Scientists Close To Creating Antigen-Free Universal Blood Type

A representative image of a volunteer donating a pint of blood during a blood drive

Researchers at University of British Columbia's (UBC) Centre for Blood Research claim to have created a mutant enzyme that could enable changing any donated blood to antigen-free O– (O-negative) type blood which can be given to patients of all blood types.

The main difference between the different blood groups A, B, AB and O is the presence or absence of certain antigens (proteins or sugars) attached to the surface of blood cells. Enzymatic removal of all of the antigens yields universal O– type blood.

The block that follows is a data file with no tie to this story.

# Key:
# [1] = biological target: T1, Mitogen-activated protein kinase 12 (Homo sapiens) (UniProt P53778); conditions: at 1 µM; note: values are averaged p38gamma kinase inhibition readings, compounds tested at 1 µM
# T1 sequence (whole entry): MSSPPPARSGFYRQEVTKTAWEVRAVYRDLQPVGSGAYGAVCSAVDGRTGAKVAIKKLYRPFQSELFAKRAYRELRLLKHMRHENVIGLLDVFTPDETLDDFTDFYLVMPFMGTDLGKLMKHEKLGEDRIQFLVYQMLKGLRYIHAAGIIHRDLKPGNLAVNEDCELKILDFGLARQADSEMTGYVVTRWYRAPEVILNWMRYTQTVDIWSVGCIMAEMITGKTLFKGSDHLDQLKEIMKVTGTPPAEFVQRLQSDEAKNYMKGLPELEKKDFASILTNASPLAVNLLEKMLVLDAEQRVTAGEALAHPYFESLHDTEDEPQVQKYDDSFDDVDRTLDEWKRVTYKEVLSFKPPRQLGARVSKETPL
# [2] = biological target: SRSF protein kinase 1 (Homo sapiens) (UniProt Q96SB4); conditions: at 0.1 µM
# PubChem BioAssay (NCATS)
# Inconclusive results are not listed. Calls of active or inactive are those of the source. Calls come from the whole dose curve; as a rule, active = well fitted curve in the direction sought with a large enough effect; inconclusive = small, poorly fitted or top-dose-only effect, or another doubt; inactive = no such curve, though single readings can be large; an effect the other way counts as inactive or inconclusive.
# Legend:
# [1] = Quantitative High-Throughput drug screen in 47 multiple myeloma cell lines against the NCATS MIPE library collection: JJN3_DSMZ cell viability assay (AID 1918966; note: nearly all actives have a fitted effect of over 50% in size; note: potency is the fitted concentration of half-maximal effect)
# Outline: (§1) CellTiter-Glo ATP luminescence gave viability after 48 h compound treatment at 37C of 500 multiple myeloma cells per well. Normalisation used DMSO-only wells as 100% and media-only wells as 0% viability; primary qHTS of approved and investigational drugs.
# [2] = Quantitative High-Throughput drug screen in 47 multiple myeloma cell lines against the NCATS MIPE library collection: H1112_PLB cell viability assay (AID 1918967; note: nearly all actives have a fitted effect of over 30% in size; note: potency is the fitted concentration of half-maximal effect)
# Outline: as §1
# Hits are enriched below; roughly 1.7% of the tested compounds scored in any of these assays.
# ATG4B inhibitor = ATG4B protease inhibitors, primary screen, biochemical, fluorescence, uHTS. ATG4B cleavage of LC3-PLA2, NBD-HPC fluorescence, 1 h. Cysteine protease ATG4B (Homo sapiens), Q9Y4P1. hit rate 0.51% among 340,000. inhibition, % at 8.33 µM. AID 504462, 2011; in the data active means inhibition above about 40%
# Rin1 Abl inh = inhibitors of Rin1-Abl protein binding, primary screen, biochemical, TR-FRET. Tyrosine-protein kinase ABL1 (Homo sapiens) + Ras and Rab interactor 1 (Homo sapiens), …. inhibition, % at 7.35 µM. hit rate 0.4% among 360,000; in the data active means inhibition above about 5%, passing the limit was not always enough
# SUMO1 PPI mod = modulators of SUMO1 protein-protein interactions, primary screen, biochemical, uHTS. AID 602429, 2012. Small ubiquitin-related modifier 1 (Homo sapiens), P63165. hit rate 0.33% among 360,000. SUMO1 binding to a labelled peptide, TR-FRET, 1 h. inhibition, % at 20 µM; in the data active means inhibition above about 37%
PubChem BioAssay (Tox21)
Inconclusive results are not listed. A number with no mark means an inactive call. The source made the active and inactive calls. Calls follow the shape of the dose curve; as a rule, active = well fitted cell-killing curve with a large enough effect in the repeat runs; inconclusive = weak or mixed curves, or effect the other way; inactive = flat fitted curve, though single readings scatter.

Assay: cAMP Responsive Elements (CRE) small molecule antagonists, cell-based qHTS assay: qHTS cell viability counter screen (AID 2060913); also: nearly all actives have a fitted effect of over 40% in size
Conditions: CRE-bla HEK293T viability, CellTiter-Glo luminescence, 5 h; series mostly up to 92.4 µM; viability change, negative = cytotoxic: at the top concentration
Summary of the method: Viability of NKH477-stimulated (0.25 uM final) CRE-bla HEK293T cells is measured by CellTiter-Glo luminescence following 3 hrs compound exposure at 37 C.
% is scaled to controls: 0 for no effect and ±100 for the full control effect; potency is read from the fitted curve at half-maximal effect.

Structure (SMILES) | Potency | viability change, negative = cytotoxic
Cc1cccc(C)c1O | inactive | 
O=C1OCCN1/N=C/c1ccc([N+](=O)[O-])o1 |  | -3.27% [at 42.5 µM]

This idea is nothing new except that it initially seemed impractical due to the inefficiency of the enzyme obtained from a class of bacteria.

Through years of research, scientists improved upon the enzyme through selective mutation, which in just five generations grew to be 170 times more effective in snipping off a wide majority of antigens from blood cells.

Before any real-world use though, the enzyme would need to be further developed to remove all of the antigens that can trigger a patient's immune system to attack the transfused blood.

Safe blood transfusions depend a lot on careful blood typing and cross-matching. The new technology could make the process simpler and put a stop to blood deficit that plagues the world today.

Image by Staff Sgt. Nick Wilson, USAF